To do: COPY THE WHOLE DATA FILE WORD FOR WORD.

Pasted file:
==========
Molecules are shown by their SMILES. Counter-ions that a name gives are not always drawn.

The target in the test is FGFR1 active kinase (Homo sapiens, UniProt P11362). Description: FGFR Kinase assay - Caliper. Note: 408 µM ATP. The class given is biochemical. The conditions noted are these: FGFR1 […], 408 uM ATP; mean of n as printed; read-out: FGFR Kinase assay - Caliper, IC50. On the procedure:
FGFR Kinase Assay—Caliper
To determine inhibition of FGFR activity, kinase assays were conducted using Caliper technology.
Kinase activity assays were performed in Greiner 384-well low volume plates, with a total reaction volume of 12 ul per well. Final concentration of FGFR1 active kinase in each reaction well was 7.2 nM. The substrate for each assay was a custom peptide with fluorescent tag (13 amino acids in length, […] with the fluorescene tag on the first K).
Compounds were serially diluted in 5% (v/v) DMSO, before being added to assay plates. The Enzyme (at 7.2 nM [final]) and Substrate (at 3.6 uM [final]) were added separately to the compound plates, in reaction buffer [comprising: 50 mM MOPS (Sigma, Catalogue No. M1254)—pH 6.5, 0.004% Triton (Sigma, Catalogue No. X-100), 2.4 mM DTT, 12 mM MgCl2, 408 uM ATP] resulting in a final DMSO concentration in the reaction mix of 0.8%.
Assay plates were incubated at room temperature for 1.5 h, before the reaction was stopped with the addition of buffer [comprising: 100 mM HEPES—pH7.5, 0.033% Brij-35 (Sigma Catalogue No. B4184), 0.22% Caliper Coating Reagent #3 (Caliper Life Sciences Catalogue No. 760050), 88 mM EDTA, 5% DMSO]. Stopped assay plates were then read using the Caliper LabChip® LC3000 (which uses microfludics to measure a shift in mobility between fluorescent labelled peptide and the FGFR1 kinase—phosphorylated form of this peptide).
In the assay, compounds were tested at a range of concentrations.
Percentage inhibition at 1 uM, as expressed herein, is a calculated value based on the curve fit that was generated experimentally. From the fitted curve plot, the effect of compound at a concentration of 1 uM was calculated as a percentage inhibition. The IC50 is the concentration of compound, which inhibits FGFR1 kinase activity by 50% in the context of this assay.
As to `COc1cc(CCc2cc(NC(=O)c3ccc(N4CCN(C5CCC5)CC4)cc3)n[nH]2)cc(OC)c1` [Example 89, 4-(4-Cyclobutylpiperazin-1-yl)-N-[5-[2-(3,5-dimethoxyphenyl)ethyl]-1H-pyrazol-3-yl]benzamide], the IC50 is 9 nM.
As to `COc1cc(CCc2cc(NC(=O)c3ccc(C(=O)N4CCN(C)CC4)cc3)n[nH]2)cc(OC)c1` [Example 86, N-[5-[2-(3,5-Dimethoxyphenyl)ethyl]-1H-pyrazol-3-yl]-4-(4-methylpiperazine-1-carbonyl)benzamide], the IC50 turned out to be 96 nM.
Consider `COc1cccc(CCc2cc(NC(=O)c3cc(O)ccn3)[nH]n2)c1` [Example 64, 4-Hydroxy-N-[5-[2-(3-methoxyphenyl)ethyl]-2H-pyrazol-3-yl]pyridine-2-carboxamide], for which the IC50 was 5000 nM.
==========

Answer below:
Molecules are shown by their SMILES. Counter-ions that a name gives are not always drawn.

The target in the test is FGFR1 active kinase (Homo sapiens, UniProt P11362). Description: FGFR Kinase assay - Caliper. Note: 408 µM ATP. The class given is biochemical. The conditions noted are these: FGFR1 […], 408 uM ATP; mean of n as printed; read-out: FGFR Kinase assay - Caliper, IC50. On the procedure:
FGFR Kinase Assay—Caliper
To determine inhibition of FGFR activity, kinase assays were conducted using Caliper technology.
Kinase activity assays were performed in Greiner 384-well low volume plates, with a total reaction volume of 12 ul per well. Final concentration of FGFR1 active kinase in each reaction well was 7.2 nM. The substrate for each assay was a custom peptide with fluorescent tag (13 amino acids in length, […] with the fluorescene tag on the first K).
Compounds were serially diluted in 5% (v/v) DMSO, before being added to assay plates. The Enzyme (at 7.2 nM [final]) and Substrate (at 3.6 uM [final]) were added separately to the compound plates, in reaction buffer [comprising: 50 mM MOPS (Sigma, Catalogue No. M1254)—pH 6.5, 0.004% Triton (Sigma, Catalogue No. X-100), 2.4 mM DTT, 12 mM MgCl2, 408 uM ATP] resulting in a final DMSO concentration in the reaction mix of 0.8%.
Assay plates were incubated at room temperature for 1.5 h, before the reaction was stopped with the addition of buffer [comprising: 100 mM HEPES—pH7.5, 0.033% Brij-35 (Sigma Catalogue No. B4184), 0.22% Caliper Coating Reagent #3 (Caliper Life Sciences Catalogue No. 760050), 88 mM EDTA, 5% DMSO]. Stopped assay plates were then read using the Caliper LabChip® LC3000 (which uses microfludics to measure a shift in mobility between fluorescent labelled peptide and the FGFR1 kinase—phosphorylated form of this peptide).
In the assay, compounds were tested at a range of concentrations.
Percentage inhibition at 1 uM, as expressed herein, is a calculated value based on the curve fit that was generated experimentally. From the fitted curve plot, the effect of compound at a concentration of 1 uM was calculated as a percentage inhibition. The IC50 is the concentration of compound, which inhibits FGFR1 kinase activity by 50% in the context of this assay.
As to `COc1cc(CCc2cc(NC(=O)c3ccc(N4CCN(C5CCC5)CC4)cc3)n[nH]2)cc(OC)c1` [Example 89, 4-(4-Cyclobutylpiperazin-1-yl)-N-[5-[2-(3,5-dimethoxyphenyl)ethyl]-1H-pyrazol-3-yl]benzamide], the IC50 is 9 nM.
As to `COc1cc(CCc2cc(NC(=O)c3ccc(C(=O)N4CCN(C)CC4)cc3)n[nH]2)cc(OC)c1` [Example 86, N-[5-[2-(3,5-Dimethoxyphenyl)ethyl]-1H-pyrazol-3-yl]-4-(4-methylpiperazine-1-carbonyl)benzamide], the IC50 turned out to be 96 nM.
Consider `COc1cccc(CCc2cc(NC(=O)c3cc(O)ccn3)[nH]n2)c1` [Example 64, 4-Hydroxy-N-[5-[2-(3-methoxyphenyl)ethyl]-2H-pyrazol-3-yl]pyridine-2-carboxamide], for which the IC50 was 5000 nM.